This nonsystematic review provides a summary of current evidence on the use of β3-adrenoreceptor agonists (β3-ARAs) for the treatment for lower urinary tract symptoms. Soon after their discovery in 1989, β3-ARs were identified as a predominant adrenoreceptor subtype in the human urinary bladder. Although it is widely believed that β3-ARAs cause detrusor relaxation, the effect on bladder afferent signaling likely plays an important role in their mechanism of action as well. In 2011 and 2012, mirabegron was approved for clinical use in overactive bladder (OAB) patients. Pooled analysis of data from prospective randomized studies on >60,000 OAB patients showed that when compared to placebo, mirabegron was superior with respect to reducing the frequency, number, and severity of urgency episodes, number of incontinence episodes and increasing dry rate, but not in reduction of nocturia episodes. The only side effect showing significantly higher incidence than placebo was nasopharyngitis. Mirabegron is approved for OAB treatment in all age-groups and in pediatric patients with neurogenic bladder. Vibegron is another β3-ARA approved for OAB treatment in the US and Japan. Several large, multicenter, double-blind, randomized trials have documented statistically significant superiority of vibegron over placebo on all efficacy end points. Other β3-ARAs are being developed; however, to date none has been introduced to clinical use. All β3-ARAs provide efficacy similar to anticholinergics. They have a favorable safety profile and are well tolerated. Due to their different mechanisms of action, combination of β3-ARAs with anticholinergic compounds allows for increased efficacy.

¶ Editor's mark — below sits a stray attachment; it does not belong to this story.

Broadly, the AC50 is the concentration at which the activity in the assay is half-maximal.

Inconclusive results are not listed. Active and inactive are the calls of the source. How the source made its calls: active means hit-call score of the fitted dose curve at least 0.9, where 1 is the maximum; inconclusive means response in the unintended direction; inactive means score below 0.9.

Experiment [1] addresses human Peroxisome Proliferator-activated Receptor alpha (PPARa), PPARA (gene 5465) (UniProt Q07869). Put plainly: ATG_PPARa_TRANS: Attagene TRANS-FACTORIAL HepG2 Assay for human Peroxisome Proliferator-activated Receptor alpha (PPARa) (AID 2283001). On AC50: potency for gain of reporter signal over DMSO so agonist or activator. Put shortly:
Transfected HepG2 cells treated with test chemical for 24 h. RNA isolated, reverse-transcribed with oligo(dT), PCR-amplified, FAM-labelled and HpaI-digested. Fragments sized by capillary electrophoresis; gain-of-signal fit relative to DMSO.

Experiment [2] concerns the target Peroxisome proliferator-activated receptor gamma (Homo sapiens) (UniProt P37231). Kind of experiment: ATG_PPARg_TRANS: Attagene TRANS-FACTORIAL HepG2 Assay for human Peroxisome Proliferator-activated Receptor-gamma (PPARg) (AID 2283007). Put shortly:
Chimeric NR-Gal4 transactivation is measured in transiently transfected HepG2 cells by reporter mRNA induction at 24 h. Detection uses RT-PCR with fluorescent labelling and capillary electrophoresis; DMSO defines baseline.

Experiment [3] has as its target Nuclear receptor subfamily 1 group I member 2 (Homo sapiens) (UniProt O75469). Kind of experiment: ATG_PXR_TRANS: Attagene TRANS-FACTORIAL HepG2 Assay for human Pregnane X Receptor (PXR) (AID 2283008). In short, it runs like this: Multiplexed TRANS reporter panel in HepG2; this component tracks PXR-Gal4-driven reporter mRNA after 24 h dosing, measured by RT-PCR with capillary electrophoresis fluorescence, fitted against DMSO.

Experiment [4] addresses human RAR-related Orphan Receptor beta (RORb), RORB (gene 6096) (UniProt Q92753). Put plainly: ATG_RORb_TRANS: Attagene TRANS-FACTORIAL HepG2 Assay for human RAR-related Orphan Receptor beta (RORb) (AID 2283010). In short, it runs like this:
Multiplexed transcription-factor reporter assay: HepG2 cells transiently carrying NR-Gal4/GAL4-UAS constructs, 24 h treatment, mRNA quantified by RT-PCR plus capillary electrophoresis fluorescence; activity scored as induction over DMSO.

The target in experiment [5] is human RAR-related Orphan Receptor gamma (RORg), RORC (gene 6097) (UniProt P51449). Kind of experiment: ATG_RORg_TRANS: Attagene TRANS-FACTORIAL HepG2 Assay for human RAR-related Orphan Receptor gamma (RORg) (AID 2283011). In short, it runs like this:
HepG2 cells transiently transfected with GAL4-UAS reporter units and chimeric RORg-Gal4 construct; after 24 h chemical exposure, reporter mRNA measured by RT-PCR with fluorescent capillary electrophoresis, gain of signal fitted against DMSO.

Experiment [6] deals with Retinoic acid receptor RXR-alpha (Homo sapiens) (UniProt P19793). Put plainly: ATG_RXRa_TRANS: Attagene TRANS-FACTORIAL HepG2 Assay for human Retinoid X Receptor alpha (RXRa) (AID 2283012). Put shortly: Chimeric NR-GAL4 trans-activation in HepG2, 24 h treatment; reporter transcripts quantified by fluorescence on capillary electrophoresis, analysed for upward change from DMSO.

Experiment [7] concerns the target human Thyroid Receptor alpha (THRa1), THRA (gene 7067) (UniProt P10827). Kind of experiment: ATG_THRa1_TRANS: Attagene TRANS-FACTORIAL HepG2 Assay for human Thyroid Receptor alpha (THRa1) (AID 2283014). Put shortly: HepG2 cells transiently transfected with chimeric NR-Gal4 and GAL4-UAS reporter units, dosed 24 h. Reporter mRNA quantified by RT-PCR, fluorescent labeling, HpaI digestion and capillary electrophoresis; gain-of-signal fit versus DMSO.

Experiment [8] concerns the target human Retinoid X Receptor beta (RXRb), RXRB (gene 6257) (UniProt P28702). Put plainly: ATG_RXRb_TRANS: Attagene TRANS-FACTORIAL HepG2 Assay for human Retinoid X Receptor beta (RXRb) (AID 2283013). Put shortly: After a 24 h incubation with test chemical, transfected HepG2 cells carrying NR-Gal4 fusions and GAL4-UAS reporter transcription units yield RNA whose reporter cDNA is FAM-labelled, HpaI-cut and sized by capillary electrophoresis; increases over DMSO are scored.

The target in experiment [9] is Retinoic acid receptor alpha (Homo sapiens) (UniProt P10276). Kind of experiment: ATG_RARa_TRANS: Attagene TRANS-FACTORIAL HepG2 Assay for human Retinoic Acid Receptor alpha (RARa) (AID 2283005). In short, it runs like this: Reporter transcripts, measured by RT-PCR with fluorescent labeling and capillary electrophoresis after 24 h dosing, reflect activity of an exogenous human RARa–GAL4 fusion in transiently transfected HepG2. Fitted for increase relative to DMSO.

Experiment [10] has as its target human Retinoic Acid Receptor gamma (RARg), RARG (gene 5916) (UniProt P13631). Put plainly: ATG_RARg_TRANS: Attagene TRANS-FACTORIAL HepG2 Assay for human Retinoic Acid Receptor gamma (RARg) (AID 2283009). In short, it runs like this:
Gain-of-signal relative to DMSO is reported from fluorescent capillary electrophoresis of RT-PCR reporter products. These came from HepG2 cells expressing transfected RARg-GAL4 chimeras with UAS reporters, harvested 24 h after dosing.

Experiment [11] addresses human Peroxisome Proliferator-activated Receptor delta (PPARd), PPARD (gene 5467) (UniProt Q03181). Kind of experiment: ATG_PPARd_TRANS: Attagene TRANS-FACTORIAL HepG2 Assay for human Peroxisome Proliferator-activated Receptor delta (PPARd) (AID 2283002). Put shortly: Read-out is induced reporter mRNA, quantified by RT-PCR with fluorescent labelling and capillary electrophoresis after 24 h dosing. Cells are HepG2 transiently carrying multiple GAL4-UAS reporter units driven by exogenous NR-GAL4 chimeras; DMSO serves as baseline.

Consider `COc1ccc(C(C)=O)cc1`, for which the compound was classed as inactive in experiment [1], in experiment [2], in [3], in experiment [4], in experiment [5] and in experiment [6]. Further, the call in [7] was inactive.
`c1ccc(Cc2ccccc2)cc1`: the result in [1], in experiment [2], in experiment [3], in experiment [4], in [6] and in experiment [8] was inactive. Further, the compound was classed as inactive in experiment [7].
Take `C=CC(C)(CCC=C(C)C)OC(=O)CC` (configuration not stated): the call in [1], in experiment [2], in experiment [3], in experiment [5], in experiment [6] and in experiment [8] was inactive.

- urinary bladder